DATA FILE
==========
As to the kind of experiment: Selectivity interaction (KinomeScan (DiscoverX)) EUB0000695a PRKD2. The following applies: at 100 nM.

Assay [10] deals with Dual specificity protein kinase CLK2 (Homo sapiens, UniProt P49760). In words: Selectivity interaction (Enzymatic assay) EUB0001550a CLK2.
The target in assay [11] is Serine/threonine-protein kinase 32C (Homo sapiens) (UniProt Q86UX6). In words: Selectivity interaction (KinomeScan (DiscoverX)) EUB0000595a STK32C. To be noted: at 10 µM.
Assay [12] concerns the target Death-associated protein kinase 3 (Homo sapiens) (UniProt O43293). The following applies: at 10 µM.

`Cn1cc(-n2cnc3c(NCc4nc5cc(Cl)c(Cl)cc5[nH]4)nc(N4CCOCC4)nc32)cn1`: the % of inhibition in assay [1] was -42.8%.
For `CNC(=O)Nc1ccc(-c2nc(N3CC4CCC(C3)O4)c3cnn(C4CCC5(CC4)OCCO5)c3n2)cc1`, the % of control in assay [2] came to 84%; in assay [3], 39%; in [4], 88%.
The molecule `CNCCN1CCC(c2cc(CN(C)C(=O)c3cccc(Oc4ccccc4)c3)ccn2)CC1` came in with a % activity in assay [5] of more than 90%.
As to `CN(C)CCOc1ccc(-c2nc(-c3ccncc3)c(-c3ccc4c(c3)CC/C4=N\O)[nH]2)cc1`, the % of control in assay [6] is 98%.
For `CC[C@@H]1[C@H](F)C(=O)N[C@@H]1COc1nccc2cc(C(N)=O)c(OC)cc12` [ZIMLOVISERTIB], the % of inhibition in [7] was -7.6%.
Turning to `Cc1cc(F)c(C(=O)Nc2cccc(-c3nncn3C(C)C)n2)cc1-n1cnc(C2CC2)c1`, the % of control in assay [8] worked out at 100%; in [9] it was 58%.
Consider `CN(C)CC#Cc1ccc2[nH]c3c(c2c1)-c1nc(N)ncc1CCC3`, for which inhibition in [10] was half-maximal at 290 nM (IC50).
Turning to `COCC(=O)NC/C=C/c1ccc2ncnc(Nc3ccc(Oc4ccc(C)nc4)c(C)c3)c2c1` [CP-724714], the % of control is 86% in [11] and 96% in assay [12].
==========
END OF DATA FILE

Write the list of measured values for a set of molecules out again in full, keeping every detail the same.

As to the kind of experiment: Selectivity interaction (KinomeScan (DiscoverX)) EUB0000695a PRKD2. The following applies: at 100 nM.

Assay [10] deals with Dual specificity protein kinase CLK2 (Homo sapiens, UniProt P49760). In words: Selectivity interaction (Enzymatic assay) EUB0001550a CLK2.
The target in assay [11] is Serine/threonine-protein kinase 32C (Homo sapiens) (UniProt Q86UX6). In words: Selectivity interaction (KinomeScan (DiscoverX)) EUB0000595a STK32C. To be noted: at 10 µM.
Assay [12] concerns the target Death-associated protein kinase 3 (Homo sapiens) (UniProt O43293). The following applies: at 10 µM.

`Cn1cc(-n2cnc3c(NCc4nc5cc(Cl)c(Cl)cc5[nH]4)nc(N4CCOCC4)nc32)cn1`: the % of inhibition in assay [1] was -42.8%.
For `CNC(=O)Nc1ccc(-c2nc(N3CC4CCC(C3)O4)c3cnn(C4CCC5(CC4)OCCO5)c3n2)cc1`, the % of control in assay [2] came to 84%; in assay [3], 39%; in [4], 88%.
The molecule `CNCCN1CCC(c2cc(CN(C)C(=O)c3cccc(Oc4ccccc4)c3)ccn2)CC1` came in with a % activity in assay [5] of more than 90%.
As to `CN(C)CCOc1ccc(-c2nc(-c3ccncc3)c(-c3ccc4c(c3)CC/C4=N\O)[nH]2)cc1`, the % of control in assay [6] is 98%.
For `CC[C@@H]1[C@H](F)C(=O)N[C@@H]1COc1nccc2cc(C(N)=O)c(OC)cc12` [ZIMLOVISERTIB], the % of inhibition in [7] was -7.6%.
Turning to `Cc1cc(F)c(C(=O)Nc2cccc(-c3nncn3C(C)C)n2)cc1-n1cnc(C2CC2)c1`, the % of control in assay [8] worked out at 100%; in [9] it was 58%.
Consider `CN(C)CC#Cc1ccc2[nH]c3c(c2c1)-c1nc(N)ncc1CCC3`, for which inhibition in [10] was half-maximal at 290 nM (IC50).
Turning to `COCC(=O)NC/C=C/c1ccc2ncnc(Nc3ccc(Oc4ccc(C)nc4)c(C)c3)c2c1` [CP-724714], the % of control is 86% in [11] and 96% in assay [12].